Pope Francis honored nurses and midwives, calling them “guardians of life” and “saints next door” especially in the midst of the coronavirus pandemic.
“You are an image of the Church as a ‘field hospital’ that continues to carry out the mission of Jesus Christ,” said the pontiff in his message for International Nurses Day on May 12.
He cited the “fundamental importance of the role being played by nurses and midwives,” adding that being a nurse is more than just a profession.
The pope said nursing is a calling, a vocation, that is marked by heroism — even to the point of giving one’s life.
Pope Francis said the heroism of those in the medical profession, especially nurses, has been demonstrated through the high number of health care workers who have died “as a result of their faithful service.”
The International Council of Nurses estimates that “at least 90,000 health care workers have been infected, and more than 260 nurses have died.”
In Italy alone, 12,000 nurses have been infected with the virus, and 39 have died from it.
“I pray for them,” said the pope, “and for all the victims of this epidemic.”
“The Lord knows each of them by name,” he said, adding that “nurses have historically played a central role in health care.”
The pontiff reminded nurses that “moral responsibility is the hallmark of your professional service.”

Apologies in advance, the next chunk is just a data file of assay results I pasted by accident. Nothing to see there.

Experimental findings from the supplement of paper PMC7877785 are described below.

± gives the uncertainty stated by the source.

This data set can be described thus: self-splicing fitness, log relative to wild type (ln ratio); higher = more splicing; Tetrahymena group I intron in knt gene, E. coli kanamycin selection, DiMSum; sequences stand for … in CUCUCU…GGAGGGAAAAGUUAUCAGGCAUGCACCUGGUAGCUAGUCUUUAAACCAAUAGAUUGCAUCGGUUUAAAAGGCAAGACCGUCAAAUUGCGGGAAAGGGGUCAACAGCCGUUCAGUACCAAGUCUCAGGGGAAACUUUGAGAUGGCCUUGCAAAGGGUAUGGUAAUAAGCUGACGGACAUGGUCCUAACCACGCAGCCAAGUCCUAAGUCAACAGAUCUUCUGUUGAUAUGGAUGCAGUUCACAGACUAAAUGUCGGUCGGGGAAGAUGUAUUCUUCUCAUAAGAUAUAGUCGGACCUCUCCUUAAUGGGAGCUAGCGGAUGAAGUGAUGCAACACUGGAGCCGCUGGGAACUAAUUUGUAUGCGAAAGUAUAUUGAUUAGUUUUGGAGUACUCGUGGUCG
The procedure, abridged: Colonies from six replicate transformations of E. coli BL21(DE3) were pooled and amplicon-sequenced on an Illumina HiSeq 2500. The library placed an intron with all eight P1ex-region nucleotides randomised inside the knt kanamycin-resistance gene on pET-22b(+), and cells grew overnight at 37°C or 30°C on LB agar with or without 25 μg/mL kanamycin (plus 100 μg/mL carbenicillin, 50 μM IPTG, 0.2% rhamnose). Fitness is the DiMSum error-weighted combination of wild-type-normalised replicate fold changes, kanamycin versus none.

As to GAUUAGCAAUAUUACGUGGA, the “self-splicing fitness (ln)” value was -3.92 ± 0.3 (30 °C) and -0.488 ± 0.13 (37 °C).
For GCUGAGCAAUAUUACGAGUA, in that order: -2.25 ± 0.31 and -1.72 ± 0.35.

He said that nurses are tasked with “continuous listening” as they take care of women and men, children and the elderly “in every phase of their life, from birth to death.”
Addressing leaders of nations, Pope Francis noted that in many countries the pandemic has also brought to light a number of “deficiencies” in the provision of health care.
He asked world leaders to “invest in health care … by strengthening its systems and employing greater numbers of nurses, so as to ensure adequate care to everyone, with respect for the dignity of each person.”
The pope cited the importance of enhancing nurses and midwives’ professionalism and involvement with the suitable “scientific, human, psychological and spiritual tools” necessary for their training.”
He also highlighted the important role of associations of healthcare workers that offer training and support individual members, “making them feel part of a larger body, never dismayed and alone as they face the ethical, economic and human challenges that their profession entails.”
As for midwives, Pope Francis said their work is among the most notable professions “for it is directly dedicated to the service of life and of motherhood.”
The International Nurses Day has been celebrated since 1965 to mark the anniversary of the birth of Florence Nightingale, the founder of modern nursing.